Stay Sweet: Boss A** Bitches of the Food Styling World

Hey, it’s been a while!  In this blog post I want to talk about the women-helping-women (but also the women-who-don’t) in New York’s food styling/media world.  I’ve been styling long enough now to start fielding questions about breaking into the industry.  Before pursuing food styling full time, it’s good to be prepared and know the facts, and I’d love to share some tips.  Food styling is a predominantly female-dominated industry in New York.  It’s crucial to recognize the difference between the women who are truly inspiring boss a** bitches and the ones that are just plain trouble!

Food styling assistant work can be brutal, but it’s the place to start.  Every industry has positions where you need to prove yourself and earn your stripes, and food styling takes the cake in terms of grunt work.  For most shoots, the food styling assistant does the bulk of the food sourcing, shopping, and cooking.  The stylist does some cooking, but also focuses on the fine placement of finished foods in front of the camera, and collaborates with the art director and photographers.  I have been told that it’s the norm to assist for three years before pursuing a solo career as a food stylist.

As an assistant, you’re hired to cook and to support the stylist, not to chat.  Most of the time there won’t be opportunities to network with photographers or clients because you’ll be hunched over the stove, covered in various sauces and monitoring three things cooking at once.  How do you rise up in your career when connecting with potential collaborators is frowned upon?

Food styling jobs are paid per day, so you never really know when you’ll be finished unless there’s a hard out-time at a studio.  I’ve worked until 10 pm, and have heard stories from friends who have experienced even later wrap times.  To add another layer of consternation, I’ve waited six months for a paycheck.  Stylists often don’t pay their assistant until they themselves have been paid by the client.  This approval process may take months.

Food styling is 60% locating and obtaining obscure groceries and transporting them to the shoot site in one piece.  Some of my least favorite items to collect in NYC are Thai basil (so scarce when you need it!), coconuts (try Western Beef for the freshest ones), and stroopwafels (when Whole Foods is sold out).  I’ve grown very familiar with New York’s grocery circuit over the past year!  Most food stylists don’t use services like Amazon Fresh or Fresh Direct because they prefer the food items to be hand-picked for optimum beauty.  One particularly poignant memory is when I had to individually select bean sprouts from a self-serve produce vat.

Many of the stylists that I’ve run into who have had prickly personalities have a background in restaurant work.  There seems to be an unspoken rule that it’s okay to verbally abuse your protege.  After all, it will only toughen them up, right?  A fellow assistant shared with me that she was physically pushed by a food stylist while on a job.  It’s sad to hear stories like this, when food is truly something that makes me happy.  It’s the food that I want to immerse myself in, not the negative personalities.  Unfortunately, it’s often a two-for-one bargain.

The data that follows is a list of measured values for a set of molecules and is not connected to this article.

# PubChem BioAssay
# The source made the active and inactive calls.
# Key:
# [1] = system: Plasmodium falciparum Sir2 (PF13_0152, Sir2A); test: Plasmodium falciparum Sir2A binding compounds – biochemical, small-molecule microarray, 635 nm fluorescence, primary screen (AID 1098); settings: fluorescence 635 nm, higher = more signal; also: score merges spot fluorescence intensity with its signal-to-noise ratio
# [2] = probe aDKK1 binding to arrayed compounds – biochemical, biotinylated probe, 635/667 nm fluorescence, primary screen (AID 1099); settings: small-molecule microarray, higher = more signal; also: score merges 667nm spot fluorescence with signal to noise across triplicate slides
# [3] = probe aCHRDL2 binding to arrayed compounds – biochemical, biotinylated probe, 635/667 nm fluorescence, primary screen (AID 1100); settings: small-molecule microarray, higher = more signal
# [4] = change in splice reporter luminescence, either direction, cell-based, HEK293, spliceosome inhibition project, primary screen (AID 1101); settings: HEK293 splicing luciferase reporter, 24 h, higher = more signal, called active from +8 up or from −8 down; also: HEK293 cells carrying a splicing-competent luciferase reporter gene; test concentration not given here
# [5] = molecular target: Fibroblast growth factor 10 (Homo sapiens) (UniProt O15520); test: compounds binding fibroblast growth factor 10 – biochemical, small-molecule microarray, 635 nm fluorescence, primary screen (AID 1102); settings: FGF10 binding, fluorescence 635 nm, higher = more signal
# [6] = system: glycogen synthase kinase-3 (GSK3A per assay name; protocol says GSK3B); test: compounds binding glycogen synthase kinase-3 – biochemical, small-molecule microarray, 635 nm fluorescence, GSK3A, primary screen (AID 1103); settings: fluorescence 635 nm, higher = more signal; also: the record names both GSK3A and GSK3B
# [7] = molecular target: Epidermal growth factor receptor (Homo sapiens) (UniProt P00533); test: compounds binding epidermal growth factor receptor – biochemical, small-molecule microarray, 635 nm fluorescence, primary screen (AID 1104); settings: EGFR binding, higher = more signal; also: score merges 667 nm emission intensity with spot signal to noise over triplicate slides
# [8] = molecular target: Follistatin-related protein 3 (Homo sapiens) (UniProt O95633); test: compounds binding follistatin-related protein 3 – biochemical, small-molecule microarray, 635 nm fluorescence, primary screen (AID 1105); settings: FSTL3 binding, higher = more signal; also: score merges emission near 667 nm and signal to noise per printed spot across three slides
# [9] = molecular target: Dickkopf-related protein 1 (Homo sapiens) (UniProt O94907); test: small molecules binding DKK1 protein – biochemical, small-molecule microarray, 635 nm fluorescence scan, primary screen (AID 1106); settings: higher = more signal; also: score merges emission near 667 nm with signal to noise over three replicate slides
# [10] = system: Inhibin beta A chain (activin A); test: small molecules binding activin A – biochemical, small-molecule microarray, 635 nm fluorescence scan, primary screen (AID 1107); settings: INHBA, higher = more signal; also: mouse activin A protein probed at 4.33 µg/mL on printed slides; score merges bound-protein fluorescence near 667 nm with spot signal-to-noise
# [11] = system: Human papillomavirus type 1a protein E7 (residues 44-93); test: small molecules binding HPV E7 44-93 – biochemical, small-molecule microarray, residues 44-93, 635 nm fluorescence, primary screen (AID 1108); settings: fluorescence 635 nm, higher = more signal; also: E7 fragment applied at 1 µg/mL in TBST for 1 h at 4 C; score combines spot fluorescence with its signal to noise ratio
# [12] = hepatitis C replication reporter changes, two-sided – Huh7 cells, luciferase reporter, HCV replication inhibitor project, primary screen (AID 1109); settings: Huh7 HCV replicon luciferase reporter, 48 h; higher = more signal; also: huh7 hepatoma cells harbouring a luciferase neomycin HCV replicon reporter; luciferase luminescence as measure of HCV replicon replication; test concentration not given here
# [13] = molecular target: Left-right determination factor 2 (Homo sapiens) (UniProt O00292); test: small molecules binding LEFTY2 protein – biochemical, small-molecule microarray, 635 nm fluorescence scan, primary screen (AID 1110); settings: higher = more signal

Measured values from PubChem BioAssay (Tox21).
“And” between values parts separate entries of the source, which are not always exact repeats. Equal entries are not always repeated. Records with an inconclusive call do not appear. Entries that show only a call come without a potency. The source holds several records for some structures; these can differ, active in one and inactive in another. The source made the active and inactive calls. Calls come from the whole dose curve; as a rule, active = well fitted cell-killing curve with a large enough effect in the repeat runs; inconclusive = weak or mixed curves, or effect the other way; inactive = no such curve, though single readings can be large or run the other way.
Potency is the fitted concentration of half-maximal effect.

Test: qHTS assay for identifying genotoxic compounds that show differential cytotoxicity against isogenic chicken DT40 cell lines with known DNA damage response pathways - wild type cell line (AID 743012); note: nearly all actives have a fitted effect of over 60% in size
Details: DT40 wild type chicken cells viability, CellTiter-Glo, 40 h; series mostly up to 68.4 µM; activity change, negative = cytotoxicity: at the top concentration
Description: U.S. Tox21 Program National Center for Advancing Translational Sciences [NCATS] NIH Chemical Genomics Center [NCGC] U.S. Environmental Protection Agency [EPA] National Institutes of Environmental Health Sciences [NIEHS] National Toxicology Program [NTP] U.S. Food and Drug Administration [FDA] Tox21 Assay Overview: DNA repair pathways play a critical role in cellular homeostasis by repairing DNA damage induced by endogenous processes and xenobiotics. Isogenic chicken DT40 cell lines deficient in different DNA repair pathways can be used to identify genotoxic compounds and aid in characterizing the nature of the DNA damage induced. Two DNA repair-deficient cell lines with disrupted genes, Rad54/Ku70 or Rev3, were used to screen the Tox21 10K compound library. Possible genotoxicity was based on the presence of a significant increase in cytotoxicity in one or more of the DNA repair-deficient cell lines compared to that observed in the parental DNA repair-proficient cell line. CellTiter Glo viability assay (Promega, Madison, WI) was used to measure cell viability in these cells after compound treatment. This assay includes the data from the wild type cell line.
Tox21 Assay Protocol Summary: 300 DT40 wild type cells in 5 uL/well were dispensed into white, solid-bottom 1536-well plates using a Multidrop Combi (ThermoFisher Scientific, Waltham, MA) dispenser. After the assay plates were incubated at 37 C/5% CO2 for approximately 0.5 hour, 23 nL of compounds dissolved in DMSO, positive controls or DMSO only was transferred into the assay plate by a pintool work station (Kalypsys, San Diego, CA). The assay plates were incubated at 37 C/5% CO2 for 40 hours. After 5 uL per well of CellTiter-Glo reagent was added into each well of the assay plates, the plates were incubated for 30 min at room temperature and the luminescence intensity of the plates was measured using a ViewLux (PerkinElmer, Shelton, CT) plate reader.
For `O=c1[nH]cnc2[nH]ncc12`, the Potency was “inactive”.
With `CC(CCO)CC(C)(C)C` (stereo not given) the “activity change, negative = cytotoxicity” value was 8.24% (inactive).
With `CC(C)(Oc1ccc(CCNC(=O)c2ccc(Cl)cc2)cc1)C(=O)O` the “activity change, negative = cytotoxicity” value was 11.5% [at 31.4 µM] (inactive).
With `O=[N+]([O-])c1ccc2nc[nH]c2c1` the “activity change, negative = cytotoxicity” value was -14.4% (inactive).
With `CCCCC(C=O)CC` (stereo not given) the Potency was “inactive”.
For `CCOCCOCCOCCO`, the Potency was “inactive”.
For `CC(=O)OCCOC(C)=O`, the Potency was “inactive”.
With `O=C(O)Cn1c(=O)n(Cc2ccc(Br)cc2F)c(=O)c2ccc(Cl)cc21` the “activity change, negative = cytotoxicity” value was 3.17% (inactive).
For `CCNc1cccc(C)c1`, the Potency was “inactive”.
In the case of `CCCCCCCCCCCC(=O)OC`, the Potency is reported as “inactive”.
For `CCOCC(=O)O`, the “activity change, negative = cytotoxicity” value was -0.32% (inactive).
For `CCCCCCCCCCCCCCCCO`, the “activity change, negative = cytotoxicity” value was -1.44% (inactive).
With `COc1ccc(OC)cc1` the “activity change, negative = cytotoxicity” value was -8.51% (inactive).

As you delve into food styling, focus on the joy in brings yourself and others and don’t dwell on the detrimental encounters that might spook you away from the industry.  Food styling is an incredibly rewarding art, and developing a mental barrier to  undermining comments is essential.  The food world is still largely monopolized by men, and food styling is unique in its female domination.  Stylists have worked hard to get to where they are, and it is my opinion that some of them want your path to be treacherous as well, even if it doesn’t have to be.

While there are certainly challenges, I am eternally grateful for the women that have offered support and real instruction for improvement in their craft.  And they are out there.  They lift me up and inspire me to forge ahead in building a career that I love.  While I continue to style food, I’m excited to keep exploring other careers in the food business landscape that offer more room for personal growth.

It’s a wild (media) world… stay sweet!  These nectarine balsamic blondies will help.

Nectarine Balsamic Blondie Jumble

Ingredients:

For the Batter

  • 1 3/4 cups white chocolate chips
  • 3/4 cups unsalted butter, softened
  • 3/4 cups granulated sugar
  • 3/4 cups packed dark brown sugar
  • 2 teaspoons vanilla extract
  • 3/4 teaspoons salt
  • 3 large eggs
  • 1/2 cup extra virgin olive oil
  • 2 1/4 cups all-purpose flour

For the Nectarine Topping

  • 2 cups slices nectarines (3-4 nectarines)